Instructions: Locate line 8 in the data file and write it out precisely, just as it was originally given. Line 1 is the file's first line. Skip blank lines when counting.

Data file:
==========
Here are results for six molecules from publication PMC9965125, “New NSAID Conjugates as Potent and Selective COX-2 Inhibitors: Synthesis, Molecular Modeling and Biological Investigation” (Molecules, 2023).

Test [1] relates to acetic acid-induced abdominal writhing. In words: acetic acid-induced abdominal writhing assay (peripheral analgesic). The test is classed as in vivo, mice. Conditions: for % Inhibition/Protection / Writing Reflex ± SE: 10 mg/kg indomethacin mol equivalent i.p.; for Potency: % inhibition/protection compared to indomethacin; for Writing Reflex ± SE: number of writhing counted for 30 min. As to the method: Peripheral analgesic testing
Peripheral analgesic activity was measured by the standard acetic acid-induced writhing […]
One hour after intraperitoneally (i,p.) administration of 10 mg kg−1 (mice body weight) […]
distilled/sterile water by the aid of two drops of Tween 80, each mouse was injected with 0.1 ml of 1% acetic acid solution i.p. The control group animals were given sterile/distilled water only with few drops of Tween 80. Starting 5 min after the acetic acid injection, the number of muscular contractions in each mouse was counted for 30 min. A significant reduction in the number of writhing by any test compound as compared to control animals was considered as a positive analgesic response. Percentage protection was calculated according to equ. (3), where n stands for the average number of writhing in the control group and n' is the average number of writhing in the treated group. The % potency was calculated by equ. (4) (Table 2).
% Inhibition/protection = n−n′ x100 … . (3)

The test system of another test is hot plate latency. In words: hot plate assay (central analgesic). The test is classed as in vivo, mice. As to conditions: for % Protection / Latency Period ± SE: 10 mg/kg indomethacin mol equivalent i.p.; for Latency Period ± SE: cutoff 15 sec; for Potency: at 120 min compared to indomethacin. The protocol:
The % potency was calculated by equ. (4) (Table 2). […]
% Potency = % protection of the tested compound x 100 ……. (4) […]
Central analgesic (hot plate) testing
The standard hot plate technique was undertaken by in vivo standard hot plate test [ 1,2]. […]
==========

The % potency was calculated by equ. (4) (Table 2). […]